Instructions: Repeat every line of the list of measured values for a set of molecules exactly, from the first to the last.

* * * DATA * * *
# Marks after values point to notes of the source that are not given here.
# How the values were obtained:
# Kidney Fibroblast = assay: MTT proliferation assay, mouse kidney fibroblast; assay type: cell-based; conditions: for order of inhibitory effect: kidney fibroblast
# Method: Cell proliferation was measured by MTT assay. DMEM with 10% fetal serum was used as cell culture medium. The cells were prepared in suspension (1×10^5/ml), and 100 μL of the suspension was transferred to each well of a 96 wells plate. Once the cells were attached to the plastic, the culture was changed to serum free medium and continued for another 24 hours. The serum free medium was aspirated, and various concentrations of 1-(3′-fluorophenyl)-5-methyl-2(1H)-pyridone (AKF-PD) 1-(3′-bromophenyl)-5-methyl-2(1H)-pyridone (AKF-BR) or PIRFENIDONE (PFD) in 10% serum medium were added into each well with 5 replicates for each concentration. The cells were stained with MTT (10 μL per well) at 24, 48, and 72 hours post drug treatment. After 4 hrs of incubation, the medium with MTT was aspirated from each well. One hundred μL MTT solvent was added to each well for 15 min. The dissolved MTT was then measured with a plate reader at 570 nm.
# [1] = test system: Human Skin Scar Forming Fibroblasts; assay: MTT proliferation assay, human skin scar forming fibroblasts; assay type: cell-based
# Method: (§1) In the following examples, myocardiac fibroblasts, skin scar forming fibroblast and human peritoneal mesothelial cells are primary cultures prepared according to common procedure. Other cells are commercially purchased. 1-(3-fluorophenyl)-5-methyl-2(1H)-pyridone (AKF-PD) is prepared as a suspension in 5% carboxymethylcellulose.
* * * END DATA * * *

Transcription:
# Marks after values point to notes of the source that are not given here.
# How the values were obtained:
# Kidney Fibroblast = assay: MTT proliferation assay, mouse kidney fibroblast; assay type: cell-based; conditions: for order of inhibitory effect: kidney fibroblast
# Method: Cell proliferation was measured by MTT assay. DMEM with 10% fetal serum was used as cell culture medium. The cells were prepared in suspension (1×10^5/ml), and 100 μL of the suspension was transferred to each well of a 96 wells plate. Once the cells were attached to the plastic, the culture was changed to serum free medium and continued for another 24 hours. The serum free medium was aspirated, and various concentrations of 1-(3′-fluorophenyl)-5-methyl-2(1H)-pyridone (AKF-PD) 1-(3′-bromophenyl)-5-methyl-2(1H)-pyridone (AKF-BR) or PIRFENIDONE (PFD) in 10% serum medium were added into each well with 5 replicates for each concentration. The cells were stained with MTT (10 μL per well) at 24, 48, and 72 hours post drug treatment. After 4 hrs of incubation, the medium with MTT was aspirated from each well. One hundred μL MTT solvent was added to each well for 15 min. The dissolved MTT was then measured with a plate reader at 570 nm.
# [1] = test system: Human Skin Scar Forming Fibroblasts; assay: MTT proliferation assay, human skin scar forming fibroblasts; assay type: cell-based
# Method: (§1) In the following examples, myocardiac fibroblasts, skin scar forming fibroblast and human peritoneal mesothelial cells are primary cultures prepared according to common procedure. Other cells are commercially purchased. 1-(3-fluorophenyl)-5-methyl-2(1H)-pyridone (AKF-PD) is prepared as a suspension in 5% carboxymethylcellulose.